What Happens to My Pension if My Employer Goes Bankrupt?



https://www.pbgc.gov/wr/benefits/guaranteed-benefits/maximum-guarantee https://www.governing.com/finance101/gov-pension-protections-state-by-state.html …



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15 thoughts on “What Happens to My Pension if My Employer Goes Bankrupt?

  • Susan Reynolds

    (October 28, 2020 - 12:33 pm)

    What are your thoughts on taking a lump sum instead of the pension?

    Ron Larson

    (October 28, 2020 - 12:33 pm)

    You might want to mention that there is no protection for retiree health care benefits. I worked at a bank for 12 years that had a retiree health care plan. The bank failed in 2008 and all of those older people that I knew who had retired were hosed for their health care.

    Also… not all pensions are insured. The workers of a New York State hospital found that out the hard way when the hospital failed last year. Religious affiliated corporations were exempted by Congress.
    https://www.npr.org/2019/10/03/763512852/why-is-there-nothing-left-pension-funds-failing-at-catholic-hospitals

    Anthony Richardson

    (October 28, 2020 - 12:33 pm)

    ERISA also has vesting procedures to prevent everything from going away. Pretty good backstop for private pensions.

    Raymond Marciano

    (October 28, 2020 - 12:33 pm)

    Josh. In California there is what's called the California rule that does protect public pensions. The problem we have is pension spiking and certain professions receiving 3 percent per year of service. This is unsustainable for many cities that will have to start cutting services in order to pay the cost of public service pensions. The 3 percent per year came about I think during Grey Davis' tenyor as Governor. He was recalled during the debacle of 2000 to 2001 electric power crisis. A judge determined early in the early 2010s or so that the then bankrupt city of Stocton could trim payments to CALPERS along with it's other creditors, but the city decided to continue it's payments to CALPERS in full. The California Rule thusly is not set in stone.

    Richard Biddle

    (October 28, 2020 - 12:33 pm)

    I work for the Postal Service with 18 years of federal employment, including military time. I’m 37 and definitely unsure how things will turn out with my pension.

  • Joel L

    (October 28, 2020 - 12:33 pm)

    As I understand it, the monthly maximums from the PBGC are based on your age at the time your company's pension plan defaults, not based on the age you retire. Hence, the pension I currently receive will continue to be be paid in full if my current monthly benefit is less than the maximum limit for the age I will be when my pension plan defaults. Someone please correct me if I have misstated this. Thank you.

    vinyl1Earthlink

    (October 28, 2020 - 12:33 pm)

    Curiously, I can't find anything about how cash-value pension plans are structured. The stuff I get from my former employer suggests that the pool of investments to cover the total balances of all beneficiaries exists and is held outside of the company. I know that when you annuitize your balance, they just use your balance to purchase a single-life annuity from an insurance company. It seems pretty safe, but you can also roll the money into an IRA if you feel that is safer.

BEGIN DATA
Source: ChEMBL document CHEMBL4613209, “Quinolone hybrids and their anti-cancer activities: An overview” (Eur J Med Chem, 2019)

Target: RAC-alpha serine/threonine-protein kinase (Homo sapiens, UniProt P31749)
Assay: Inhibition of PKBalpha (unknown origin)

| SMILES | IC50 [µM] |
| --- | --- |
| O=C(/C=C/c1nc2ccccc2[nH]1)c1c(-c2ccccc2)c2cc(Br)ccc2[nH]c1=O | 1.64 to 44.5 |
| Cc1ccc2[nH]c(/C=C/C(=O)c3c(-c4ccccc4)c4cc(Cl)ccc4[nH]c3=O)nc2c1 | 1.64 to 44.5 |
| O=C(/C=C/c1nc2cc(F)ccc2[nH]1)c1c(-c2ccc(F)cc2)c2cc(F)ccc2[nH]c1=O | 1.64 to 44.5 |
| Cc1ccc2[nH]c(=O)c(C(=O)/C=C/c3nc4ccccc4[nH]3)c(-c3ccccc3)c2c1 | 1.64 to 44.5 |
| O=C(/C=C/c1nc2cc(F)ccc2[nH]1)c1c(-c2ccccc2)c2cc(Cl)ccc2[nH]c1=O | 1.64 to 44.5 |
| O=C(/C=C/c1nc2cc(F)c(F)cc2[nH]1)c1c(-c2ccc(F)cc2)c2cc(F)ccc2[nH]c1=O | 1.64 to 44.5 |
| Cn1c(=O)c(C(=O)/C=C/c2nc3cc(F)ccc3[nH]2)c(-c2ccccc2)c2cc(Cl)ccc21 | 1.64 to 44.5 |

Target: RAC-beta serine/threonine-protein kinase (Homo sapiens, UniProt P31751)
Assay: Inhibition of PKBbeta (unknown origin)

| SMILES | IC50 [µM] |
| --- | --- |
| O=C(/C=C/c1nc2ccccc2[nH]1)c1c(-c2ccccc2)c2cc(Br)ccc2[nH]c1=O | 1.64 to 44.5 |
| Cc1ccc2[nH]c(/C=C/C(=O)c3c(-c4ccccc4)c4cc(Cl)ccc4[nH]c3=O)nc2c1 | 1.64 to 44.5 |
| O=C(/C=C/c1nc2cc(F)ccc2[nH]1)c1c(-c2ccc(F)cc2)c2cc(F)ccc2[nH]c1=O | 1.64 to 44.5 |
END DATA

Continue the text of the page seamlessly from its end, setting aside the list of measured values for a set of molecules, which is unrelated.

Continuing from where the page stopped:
John C

    (October 28, 2020 - 12:33 pm)

    Funny, but I've seen those same people on the PBGC website in many business settings. Those people sure are busy! 🤣

    Salvatore Xi

    (October 28, 2020 - 12:33 pm)

    Is there a method to create a pension on your own with the same guaranteed monthly payment to yourself until death? If so what is the cost to create a monthly payment ie $10 equates to a $1/month payment into perpetuity?

    hailfire49

    (October 28, 2020 - 12:33 pm)

    PBGC can cover a finite number of pension failures (or for FDIC, a bank), however if there were a major national collapse in either pensions or banks, those organizations don't have enough funds to cover such a dire scenario. Whether we devolve into such a catastrophe is up for speculation, but Illinois, NY, CA, NJ should give one pause.

  • Lee Schroth

    (October 28, 2020 - 12:33 pm)

    Breaking an implicit contract. It's happening everywhere, public and private. Many people accepted lower pay in exchange for pension guarantee and then rug pulled out under them.

    Harry Chu

    (October 28, 2020 - 12:33 pm)

    How about the LIRR Pension King? Google it, he gets a $400k/year pension from NYC.

    Phil Sallaway

    (October 28, 2020 - 12:33 pm)

    Some states are so underfunded it is scary I think New Jersey is only 45% funded..! Calf is something like 68% funded and that 32% is in the Billions Ouch. Thanks Josh Great Vid. only thing missing is….. PAWblo..!

    murray1575

    (October 28, 2020 - 12:33 pm)

    If you belong to a multi-employer plan such as a union pension plan the guarantee percentages are much lower than for others. In addition two Republican senators (Chuck Grassley and Lamar Alexander) have proposed a law to put additional fees and taxes on these plans which would essentially put them out of business. Please write or call your senator and voice your opposition to this proposed law.

    Alberto Santa Barbara County CA

    (October 28, 2020 - 12:33 pm)

    Yikes! For private pensions in California, does this applies to pensions to be taken or pension aunties that already started?

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